Christina Koch Returns to Earth and Makes History

NASA astronaut Christina Koch works on the ISS on space botany research, cultivating and harvesting lettuce and mizuna greens for consumption on the International Space Station and analysis on Earth. Photo: NASA, April 25, 2019

NASA astronaut Christina Koch returned to Earth on February 6 after spending 328 days on the International Space Station (ISS).

Koch set a record for the longest continuous spaceflight ever made by a female astronaut.

Astronaut Scott Kelly spent 340 days on the ISS in 2015/2016. It was the longest time a male NASA astronaut has spent in space. Russian cosmonaut Valeri Polyakov holds the record for the longest continuous spaceflight ever. He spent 437 days on board the Mir space station in 1994/1995.

Koch set another record while she was on the ISS. She took part in the first all-female spacewalk, along with astronaut Jessica Meir, on Oct. 18, 2019. (see TKN story: First All-Female Spacewalk

Now that Koch is back on Earth, doctors and scientists will be studying her to find out how living in space for such a long time has affected her health. They will compare that information to data they have collected from Scott Kelly after his year on the ISS.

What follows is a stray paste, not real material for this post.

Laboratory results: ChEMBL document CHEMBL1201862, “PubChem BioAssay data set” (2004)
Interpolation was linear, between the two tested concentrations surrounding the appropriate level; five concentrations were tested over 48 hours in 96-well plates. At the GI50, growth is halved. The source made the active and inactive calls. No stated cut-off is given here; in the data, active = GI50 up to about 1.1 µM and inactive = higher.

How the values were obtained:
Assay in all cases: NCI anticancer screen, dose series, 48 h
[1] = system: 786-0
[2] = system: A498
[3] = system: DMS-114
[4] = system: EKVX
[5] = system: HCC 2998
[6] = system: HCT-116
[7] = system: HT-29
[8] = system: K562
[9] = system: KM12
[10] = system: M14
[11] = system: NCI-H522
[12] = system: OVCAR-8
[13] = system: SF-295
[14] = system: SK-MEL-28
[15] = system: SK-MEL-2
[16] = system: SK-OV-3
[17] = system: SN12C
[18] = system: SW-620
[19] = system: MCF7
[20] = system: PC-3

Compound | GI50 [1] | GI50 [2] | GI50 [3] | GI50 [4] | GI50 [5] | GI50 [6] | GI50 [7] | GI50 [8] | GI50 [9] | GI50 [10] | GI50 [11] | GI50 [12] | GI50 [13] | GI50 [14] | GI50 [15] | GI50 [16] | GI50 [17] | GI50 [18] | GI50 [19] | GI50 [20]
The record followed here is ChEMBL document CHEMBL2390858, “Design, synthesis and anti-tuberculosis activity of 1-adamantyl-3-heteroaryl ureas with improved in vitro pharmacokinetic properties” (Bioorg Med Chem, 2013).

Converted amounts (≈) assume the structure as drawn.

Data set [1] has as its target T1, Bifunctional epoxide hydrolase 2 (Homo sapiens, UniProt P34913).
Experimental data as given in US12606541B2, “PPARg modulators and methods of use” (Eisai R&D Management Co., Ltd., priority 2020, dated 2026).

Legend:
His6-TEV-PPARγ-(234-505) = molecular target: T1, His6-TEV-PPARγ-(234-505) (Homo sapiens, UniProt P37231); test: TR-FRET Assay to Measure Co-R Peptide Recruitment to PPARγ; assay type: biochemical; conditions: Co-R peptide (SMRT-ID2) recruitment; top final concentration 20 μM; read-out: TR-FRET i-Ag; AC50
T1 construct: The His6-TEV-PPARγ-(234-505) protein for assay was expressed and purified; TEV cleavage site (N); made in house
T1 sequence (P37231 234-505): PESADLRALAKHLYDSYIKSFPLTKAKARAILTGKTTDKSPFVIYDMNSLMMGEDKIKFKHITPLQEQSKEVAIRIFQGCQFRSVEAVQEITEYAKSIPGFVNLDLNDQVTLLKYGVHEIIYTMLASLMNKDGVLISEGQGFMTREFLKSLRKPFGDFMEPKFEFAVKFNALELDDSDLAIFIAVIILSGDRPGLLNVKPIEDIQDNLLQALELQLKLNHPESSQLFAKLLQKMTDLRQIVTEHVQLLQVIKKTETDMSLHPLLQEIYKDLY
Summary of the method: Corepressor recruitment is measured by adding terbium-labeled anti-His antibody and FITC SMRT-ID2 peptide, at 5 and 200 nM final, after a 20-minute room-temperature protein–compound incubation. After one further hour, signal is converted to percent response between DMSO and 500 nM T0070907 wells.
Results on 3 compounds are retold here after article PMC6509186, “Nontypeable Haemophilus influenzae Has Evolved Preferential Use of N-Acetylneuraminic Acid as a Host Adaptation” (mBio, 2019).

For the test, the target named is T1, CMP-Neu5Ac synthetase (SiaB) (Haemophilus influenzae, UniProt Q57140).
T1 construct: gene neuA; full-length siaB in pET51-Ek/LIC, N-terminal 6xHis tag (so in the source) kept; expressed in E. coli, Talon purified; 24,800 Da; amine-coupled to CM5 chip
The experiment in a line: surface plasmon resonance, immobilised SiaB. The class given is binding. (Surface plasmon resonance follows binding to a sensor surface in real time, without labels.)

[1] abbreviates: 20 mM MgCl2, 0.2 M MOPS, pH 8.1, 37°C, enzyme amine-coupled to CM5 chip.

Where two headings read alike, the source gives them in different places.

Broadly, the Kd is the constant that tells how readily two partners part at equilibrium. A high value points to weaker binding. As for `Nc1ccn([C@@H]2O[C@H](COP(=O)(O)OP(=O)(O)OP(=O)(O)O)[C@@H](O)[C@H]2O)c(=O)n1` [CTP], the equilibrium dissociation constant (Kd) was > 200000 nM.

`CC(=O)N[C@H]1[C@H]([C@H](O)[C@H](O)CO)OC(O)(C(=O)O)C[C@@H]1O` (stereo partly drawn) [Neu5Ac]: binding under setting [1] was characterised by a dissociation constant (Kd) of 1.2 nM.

Scientists already know that men and women react differently to spending time in space. For example, women are more likely to feel sick when they first go into space; men are more likely to feel sick when they come back to Earth.

The lack of gravity on the ISS can lead to changes in an astronaut’s vision and eye health. So far, 82 per cent of male astronauts have been affected by eye problems compared to 62 per cent of female astronauts. The most serious eye problems have all occurred in men.

Radiation in space can also make people sick. Women are affected by it at a much higher rate than men, but doctors don’t know why.

NASA is planning to launch more long-term space missions in the future—to the moon or even to Mars. Before they can do that, they need to understand how space travel affects a broad range of people.

Scientists will compare the medical information they collect from Koch with what they have already learned from studying Scott Kelly. This may help them answer some of the questions about how women and men are affected by space travel, and how to make it safer and healthier for all astronauts.


In one column, list the things in the article that we are told about female astronauts; in a second column, list the things we are told about male astronauts. What other information do you think NASA will collect about male and female astronauts?

In what ways are humans affected by long-term space travel?

Describe, in point form, details of the all-female space walk.


Christina Koch answers questions about her time in space:

On the website: Women in Space: